(Not to be confused with similar looking USB-C extension cables, which will not extend a full speed 40GBps Thunderbolt link)
It’s no secret that I’m fan of “forbidden” Thunderbolt products. I mean hey, if you’re going to lock down a system to the extent that Thunderbolt is, it’s always going to be interesting to see illicit items for sale. Today, it’s a teeny weeny 15cm (total) extension cable I bought off eBay, shipped from China.
If you ever found yourself looking for a Thunderbolt extension (male to female) from a reputable re-seller, you will have noticed that there aren’t any. It’s not that it hasn’t been thought of, it’s actually that such an item is forbidden by the standard, and would never pass the Thunderbolt certification programme.
The data rate of Thunderbolt is so high that adding any extra length or an extra connector into the mix may mean the signal doesn’t arrive in-tact at the other end. Inevitably however there is a little bit of margin, so likely we can put an extra connector in the mix, as well as a little bit more wire. So long as it’s properly designed.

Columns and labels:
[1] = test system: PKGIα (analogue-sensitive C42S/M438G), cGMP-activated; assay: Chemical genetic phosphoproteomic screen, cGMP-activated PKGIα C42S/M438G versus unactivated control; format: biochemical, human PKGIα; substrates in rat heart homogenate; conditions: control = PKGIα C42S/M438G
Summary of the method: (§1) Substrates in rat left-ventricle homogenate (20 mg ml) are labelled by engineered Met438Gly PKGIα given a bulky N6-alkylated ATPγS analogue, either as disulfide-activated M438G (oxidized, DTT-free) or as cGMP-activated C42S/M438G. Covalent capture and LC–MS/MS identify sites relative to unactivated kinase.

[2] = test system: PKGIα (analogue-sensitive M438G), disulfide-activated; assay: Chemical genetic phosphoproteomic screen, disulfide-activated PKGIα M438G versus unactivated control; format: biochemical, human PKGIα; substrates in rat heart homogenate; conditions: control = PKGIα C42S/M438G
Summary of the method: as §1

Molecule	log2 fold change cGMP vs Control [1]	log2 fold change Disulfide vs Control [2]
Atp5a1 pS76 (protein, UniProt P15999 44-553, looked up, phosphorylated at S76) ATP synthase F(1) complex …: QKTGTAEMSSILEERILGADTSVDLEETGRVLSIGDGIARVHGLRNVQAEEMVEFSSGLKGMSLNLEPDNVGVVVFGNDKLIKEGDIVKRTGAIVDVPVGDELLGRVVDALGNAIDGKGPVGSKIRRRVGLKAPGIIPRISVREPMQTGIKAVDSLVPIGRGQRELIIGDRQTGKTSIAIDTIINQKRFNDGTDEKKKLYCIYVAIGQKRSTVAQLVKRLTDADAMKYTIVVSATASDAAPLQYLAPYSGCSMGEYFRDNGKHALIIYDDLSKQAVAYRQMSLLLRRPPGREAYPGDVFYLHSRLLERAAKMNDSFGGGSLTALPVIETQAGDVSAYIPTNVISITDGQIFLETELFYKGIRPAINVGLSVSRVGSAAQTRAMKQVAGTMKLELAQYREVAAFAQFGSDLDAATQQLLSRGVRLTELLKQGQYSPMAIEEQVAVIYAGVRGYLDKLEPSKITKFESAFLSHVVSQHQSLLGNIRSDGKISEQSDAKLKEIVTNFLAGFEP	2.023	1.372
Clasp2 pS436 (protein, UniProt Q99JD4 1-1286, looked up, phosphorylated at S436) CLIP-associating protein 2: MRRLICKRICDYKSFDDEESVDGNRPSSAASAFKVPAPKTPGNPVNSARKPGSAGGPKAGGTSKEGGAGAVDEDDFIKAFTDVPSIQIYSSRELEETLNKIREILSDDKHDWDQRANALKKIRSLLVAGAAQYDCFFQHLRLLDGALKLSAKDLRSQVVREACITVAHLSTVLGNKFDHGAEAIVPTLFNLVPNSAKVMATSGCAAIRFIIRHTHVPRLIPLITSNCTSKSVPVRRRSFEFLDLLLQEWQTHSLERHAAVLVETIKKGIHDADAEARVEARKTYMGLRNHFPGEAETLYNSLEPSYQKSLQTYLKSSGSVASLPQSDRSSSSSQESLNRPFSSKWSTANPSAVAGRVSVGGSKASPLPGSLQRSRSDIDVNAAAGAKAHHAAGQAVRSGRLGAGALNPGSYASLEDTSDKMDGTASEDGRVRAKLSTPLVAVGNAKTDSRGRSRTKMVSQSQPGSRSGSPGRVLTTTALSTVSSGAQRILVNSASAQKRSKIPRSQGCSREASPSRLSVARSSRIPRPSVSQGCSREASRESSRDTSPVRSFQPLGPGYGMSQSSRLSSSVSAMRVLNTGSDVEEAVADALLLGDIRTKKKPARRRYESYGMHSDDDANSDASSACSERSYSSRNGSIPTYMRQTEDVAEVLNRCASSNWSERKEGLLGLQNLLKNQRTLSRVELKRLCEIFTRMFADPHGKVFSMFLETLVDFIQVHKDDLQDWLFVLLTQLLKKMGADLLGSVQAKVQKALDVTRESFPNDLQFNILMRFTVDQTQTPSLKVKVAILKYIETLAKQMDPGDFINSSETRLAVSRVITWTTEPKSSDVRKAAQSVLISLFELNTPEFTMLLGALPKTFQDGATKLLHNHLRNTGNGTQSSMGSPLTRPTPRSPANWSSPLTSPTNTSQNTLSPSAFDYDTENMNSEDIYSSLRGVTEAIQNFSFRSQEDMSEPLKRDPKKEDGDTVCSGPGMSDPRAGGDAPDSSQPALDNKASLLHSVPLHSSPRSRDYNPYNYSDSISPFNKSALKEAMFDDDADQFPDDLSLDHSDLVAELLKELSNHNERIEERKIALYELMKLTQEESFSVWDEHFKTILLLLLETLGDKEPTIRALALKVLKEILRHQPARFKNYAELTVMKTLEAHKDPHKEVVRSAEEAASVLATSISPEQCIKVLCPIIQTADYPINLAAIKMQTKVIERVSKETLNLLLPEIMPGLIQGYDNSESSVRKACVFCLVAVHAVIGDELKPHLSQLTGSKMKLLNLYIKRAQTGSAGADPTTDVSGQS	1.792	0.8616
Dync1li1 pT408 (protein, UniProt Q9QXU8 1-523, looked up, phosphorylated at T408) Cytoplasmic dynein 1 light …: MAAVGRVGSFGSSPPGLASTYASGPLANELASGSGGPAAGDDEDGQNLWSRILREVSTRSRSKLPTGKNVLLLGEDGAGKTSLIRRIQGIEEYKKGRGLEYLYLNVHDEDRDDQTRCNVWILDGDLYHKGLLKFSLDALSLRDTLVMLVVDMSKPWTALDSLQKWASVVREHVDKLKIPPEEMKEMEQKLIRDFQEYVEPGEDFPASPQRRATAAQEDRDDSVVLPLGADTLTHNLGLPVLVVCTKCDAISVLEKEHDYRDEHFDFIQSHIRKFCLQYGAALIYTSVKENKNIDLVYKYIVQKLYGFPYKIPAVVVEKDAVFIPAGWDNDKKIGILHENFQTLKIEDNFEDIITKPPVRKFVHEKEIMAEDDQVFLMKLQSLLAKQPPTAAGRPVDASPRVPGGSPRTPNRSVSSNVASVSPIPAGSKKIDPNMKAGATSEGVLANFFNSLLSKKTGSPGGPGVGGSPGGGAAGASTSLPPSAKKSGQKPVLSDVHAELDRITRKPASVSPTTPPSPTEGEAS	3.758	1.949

The maker of this cable has been pretty square with us, capping it at just 8cm (wire length). This means that it should work in most scenarios. If it were pushed to 20, or even 50 centimetres, the odds of it working would be greatly reduced.
But, it’s not about the length. It’s about how you use it. I already have a use for such a cable:
Bravo, anonymous people in China who came up with this. And bravo for amorphous rule of law of the land of the rising sun. May Intel’s lawyers never find you.Posted in PC & Software, Thunderbolt
4 thoughts on “A quick look at a short (and shady) Thunderbolt extension cable”
By placing a TB3 dock in the middle of two cables, you can increase the effective cable length (not an inexpensive option but it works)
Actually you can do it with any daisy chaining peripheral. Yes damned expensive, and not likely to be convenient.
Why hasn’t someone made a more affordable TB3 daisy chaining peripheral just for this purpose, without being a full dock?
For that to happen Intel would have to produce a chip that actually does it (inexpensively). They haven’t and no-one else is making Thunderbolt silicon at this time either.